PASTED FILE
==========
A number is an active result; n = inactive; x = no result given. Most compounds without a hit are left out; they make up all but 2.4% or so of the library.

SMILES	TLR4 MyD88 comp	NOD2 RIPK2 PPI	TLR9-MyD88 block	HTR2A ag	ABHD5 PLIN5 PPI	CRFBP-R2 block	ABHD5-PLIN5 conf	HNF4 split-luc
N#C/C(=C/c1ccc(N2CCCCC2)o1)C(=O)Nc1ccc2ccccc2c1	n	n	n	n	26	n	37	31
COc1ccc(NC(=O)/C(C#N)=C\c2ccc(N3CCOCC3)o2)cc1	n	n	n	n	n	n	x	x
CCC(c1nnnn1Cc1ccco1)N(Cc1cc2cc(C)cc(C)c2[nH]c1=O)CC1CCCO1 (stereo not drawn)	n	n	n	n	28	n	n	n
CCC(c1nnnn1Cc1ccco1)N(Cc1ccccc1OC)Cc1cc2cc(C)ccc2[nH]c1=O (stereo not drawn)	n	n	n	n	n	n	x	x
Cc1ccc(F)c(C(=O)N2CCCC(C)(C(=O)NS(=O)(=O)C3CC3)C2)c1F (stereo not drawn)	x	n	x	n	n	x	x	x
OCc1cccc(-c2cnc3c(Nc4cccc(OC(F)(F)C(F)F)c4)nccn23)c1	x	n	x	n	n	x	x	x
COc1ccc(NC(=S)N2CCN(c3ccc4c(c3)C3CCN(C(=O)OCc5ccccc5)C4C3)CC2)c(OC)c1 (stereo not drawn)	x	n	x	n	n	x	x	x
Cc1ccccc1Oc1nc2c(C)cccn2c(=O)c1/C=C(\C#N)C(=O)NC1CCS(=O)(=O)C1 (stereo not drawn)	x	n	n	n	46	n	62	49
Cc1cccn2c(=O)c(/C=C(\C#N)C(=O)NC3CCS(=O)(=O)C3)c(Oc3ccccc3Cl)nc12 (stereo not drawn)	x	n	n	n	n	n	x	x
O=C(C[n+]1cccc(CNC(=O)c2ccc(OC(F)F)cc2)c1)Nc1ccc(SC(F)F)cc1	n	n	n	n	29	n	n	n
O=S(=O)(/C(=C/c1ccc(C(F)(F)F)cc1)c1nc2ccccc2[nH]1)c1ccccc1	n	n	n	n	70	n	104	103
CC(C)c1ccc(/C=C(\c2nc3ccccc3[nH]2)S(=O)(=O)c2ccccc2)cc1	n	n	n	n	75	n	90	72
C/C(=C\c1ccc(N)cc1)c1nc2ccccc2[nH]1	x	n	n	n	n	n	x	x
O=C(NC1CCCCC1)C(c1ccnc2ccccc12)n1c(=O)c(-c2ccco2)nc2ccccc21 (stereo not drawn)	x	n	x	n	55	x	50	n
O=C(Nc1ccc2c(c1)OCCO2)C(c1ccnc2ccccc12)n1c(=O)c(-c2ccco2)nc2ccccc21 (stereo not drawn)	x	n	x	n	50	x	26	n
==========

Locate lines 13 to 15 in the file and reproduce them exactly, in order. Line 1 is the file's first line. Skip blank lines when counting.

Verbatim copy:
O=S(=O)(/C(=C/c1ccc(C(F)(F)F)cc1)c1nc2ccccc2[nH]1)c1ccccc1	n	n	n	n	70	n	104	103
CC(C)c1ccc(/C=C(\c2nc3ccccc3[nH]2)S(=O)(=O)c2ccccc2)cc1	n	n	n	n	75	n	90	72
C/C(=C\c1ccc(N)cc1)c1nc2ccccc2[nH]1	x	n	n	n	n	n	x	x